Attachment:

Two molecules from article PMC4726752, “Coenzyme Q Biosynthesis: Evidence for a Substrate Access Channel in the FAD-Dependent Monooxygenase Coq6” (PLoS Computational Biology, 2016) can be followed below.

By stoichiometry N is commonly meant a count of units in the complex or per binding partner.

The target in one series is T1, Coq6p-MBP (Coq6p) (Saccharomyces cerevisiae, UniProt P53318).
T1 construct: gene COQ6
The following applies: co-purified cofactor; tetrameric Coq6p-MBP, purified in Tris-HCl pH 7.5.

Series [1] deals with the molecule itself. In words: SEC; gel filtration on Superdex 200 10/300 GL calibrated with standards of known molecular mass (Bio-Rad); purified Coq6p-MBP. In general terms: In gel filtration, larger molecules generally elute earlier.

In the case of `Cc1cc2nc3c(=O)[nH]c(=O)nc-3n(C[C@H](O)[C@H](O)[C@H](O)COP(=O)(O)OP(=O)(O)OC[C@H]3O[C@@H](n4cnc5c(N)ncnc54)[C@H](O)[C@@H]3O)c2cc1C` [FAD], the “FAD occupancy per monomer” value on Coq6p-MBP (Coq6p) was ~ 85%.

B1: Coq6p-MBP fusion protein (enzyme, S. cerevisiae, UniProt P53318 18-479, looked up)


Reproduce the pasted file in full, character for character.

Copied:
Two molecules from article PMC4726752, “Coenzyme Q Biosynthesis: Evidence for a Substrate Access Channel in the FAD-Dependent Monooxygenase Coq6” (PLoS Computational Biology, 2016) can be followed below.

By stoichiometry N is commonly meant a count of units in the complex or per binding partner.

The target in one series is T1, Coq6p-MBP (Coq6p) (Saccharomyces cerevisiae, UniProt P53318).
T1 construct: gene COQ6
The following applies: co-purified cofactor; tetrameric Coq6p-MBP, purified in Tris-HCl pH 7.5.

Series [1] deals with the molecule itself. In words: SEC; gel filtration on Superdex 200 10/300 GL calibrated with standards of known molecular mass (Bio-Rad); purified Coq6p-MBP. In general terms: In gel filtration, larger molecules generally elute earlier.

In the case of `Cc1cc2nc3c(=O)[nH]c(=O)nc-3n(C[C@H](O)[C@H](O)[C@H](O)COP(=O)(O)OP(=O)(O)OC[C@H]3O[C@@H](n4cnc5c(N)ncnc54)[C@H](O)[C@@H]3O)c2cc1C` [FAD], the “FAD occupancy per monomer” value on Coq6p-MBP (Coq6p) was ~ 85%.

B1: Coq6p-MBP fusion protein (enzyme, S. cerevisiae, UniProt P53318 18-479, looked up)